The introduction of specific risk assessments is something British Medical Association (BMA) Chair, Dr Chaand Nagpaul, has previously told ITV News needed to be introduced.

  • Dr Chaand Nagpaul previously called for risk profiling and assessments:

The report was compiled with input from more that 4000 individuals "with a broad range of interests in BAME issues," according to PHE.

Contributors pointed to "racism and discrimination" as root causes affecting "health, and exposure risk and disease progression risk" among communities and specifically BAME key workers.

An exclusive ITV News survey previously found BAME medics and healthcare workers thought "systemic discrimination" on the frontline of the Covid-19 crisis may be a factor in the disproportionate number of their colleagues dying from the virus.

"Fear of diagnosis and death from Covid-19 was identified as negatively impacting how BAME groups took up opportunities to get tested and their likelihood of presenting early for treatment and care," according to the review.

It added: "For many BAME groups lack of trust of NHS services and health care treatment resulted in their reluctance to seek care on a timely basis, and late presentation with disease."

The PHE data also suggested BAME individuals "may be more exposed to Covid-19" as a result of factors including occupation, population density, use of public transport, the makeup of households, and housing conditions.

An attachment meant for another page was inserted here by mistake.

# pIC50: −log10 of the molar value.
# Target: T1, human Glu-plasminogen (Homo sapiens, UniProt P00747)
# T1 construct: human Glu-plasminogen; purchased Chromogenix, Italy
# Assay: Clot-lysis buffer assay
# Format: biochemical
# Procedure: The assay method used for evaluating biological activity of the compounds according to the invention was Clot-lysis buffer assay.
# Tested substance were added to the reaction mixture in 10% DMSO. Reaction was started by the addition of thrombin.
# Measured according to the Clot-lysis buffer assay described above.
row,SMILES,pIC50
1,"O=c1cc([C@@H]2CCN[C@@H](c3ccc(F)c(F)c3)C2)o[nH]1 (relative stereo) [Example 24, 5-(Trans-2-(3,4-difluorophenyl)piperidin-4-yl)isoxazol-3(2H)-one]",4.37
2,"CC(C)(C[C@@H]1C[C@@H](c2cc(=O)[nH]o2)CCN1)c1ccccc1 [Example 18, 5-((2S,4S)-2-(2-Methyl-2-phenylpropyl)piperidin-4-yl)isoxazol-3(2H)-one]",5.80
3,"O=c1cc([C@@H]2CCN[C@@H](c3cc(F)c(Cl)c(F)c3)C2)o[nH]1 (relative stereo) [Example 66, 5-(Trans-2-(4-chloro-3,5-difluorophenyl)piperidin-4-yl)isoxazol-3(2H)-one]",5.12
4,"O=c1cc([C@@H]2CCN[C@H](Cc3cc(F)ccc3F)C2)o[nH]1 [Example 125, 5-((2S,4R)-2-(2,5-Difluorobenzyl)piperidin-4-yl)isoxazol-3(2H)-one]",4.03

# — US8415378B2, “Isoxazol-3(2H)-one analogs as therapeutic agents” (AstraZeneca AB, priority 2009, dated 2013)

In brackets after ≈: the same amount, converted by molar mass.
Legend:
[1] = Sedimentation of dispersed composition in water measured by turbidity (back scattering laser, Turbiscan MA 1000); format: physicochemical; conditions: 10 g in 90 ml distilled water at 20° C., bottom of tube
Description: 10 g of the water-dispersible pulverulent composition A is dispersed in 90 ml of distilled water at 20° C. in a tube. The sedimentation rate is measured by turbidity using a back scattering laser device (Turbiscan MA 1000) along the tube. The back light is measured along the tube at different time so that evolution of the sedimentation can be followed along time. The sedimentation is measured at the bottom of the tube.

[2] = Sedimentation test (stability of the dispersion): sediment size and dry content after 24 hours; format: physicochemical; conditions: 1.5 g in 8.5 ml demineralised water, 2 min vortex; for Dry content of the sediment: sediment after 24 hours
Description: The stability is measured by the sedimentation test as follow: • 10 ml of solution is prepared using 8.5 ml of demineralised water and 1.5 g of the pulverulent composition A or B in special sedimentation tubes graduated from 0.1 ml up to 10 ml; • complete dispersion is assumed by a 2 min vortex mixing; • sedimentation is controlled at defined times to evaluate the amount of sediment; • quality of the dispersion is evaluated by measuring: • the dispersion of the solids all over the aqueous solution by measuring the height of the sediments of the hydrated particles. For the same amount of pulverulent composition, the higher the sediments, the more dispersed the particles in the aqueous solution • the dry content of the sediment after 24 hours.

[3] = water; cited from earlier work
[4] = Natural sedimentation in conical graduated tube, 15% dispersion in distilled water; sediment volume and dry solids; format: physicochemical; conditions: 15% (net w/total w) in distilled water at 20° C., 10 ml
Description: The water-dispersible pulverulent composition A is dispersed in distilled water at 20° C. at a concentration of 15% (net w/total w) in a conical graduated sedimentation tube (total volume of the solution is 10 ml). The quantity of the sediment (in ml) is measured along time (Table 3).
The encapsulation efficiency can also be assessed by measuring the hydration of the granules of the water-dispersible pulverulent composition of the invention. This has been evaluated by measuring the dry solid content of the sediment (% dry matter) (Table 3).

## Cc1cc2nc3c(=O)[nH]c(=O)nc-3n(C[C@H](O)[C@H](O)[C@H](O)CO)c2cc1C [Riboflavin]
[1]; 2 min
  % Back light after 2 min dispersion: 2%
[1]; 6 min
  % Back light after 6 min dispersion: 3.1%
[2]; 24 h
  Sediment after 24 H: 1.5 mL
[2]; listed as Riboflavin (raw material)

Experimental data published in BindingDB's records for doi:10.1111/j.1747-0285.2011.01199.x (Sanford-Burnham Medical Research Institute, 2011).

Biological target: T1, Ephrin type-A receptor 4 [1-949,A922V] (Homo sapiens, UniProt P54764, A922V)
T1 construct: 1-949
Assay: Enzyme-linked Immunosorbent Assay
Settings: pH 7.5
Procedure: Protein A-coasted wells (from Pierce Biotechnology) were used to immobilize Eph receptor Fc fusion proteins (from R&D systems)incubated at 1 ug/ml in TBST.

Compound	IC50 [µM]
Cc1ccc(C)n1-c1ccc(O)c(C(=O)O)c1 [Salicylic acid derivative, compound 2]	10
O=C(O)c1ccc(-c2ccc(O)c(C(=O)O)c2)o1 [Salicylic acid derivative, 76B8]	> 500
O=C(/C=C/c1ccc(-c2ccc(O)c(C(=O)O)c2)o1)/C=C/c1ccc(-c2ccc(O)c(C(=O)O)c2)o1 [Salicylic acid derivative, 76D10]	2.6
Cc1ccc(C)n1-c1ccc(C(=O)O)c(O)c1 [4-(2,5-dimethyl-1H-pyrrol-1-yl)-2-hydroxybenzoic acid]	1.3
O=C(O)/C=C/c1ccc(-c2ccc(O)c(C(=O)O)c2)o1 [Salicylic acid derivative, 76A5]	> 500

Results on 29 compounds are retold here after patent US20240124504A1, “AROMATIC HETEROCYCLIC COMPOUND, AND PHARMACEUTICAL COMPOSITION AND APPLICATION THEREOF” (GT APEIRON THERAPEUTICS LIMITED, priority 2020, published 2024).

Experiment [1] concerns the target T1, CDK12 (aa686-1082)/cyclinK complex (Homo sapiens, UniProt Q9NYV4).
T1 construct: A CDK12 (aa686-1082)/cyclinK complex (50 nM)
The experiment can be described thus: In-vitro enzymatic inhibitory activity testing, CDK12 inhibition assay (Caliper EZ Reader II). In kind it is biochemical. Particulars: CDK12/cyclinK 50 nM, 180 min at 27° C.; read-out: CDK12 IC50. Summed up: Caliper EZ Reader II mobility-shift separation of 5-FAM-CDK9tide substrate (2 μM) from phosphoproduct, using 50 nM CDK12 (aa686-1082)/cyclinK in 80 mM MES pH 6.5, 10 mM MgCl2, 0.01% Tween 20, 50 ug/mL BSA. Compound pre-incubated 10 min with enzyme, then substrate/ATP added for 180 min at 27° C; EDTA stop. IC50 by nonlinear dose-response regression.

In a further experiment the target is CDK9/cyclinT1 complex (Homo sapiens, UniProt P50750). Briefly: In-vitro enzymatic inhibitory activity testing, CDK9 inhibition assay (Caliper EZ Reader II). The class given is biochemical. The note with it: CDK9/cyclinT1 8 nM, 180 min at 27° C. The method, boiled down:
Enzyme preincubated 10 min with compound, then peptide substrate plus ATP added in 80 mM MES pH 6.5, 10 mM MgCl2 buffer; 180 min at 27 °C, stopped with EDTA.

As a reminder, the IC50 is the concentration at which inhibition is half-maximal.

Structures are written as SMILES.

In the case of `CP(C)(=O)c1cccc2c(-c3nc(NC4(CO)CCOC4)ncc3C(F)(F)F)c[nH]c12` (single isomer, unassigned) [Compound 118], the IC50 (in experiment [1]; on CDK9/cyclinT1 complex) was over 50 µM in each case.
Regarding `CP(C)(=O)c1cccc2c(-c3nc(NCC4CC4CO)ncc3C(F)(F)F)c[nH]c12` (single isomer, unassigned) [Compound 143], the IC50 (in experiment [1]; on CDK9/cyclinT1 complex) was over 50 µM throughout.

The UK currently has the third highest death toll from the virus worldwide, behind the USA and Brazil. Credit: PA

In Tuesday's release, PHE noted contributors "clearly and consistently" raised "explicit consideration of ethnicity, racism and structural disadvantage" as key in any response to the crisis.

Without which, the outcome could be "poor health" or "ineffective intervention".

Report authors said "no work was done to review the evidence base behind" these comments but that the recommendations outlined were based on the contributions.

Nurse Ameera Sheikh has been protesting outside Downing Street for the release of Public Health England's review into BAME NHS staff's deaths. Credit: PA

The final point of the plan, referring to using recovery from the coronavirus pandemic to better protect BAME communities across healthcare inequality, feeds into an acknowledgement in the report of wider inequality.

The report states: "Ethnic inequalities in health and wellbeing in the UK existed before Covid-19 and the pandemic has made these disparities more apparent and undoubtedly exacerbated them."

In response to Tuesday's publication, a spokesperson for the Government Equalities Office said: "This valuable insight will help inform the next stages of our work to tackle the disparities highlighted by the Public Health England review.

"This work will be led by the Minister for Equalities as we look to build on the good work that is already being done to protect our communities from the impact of the coronavirus."

Coronavirus: Everything you need to know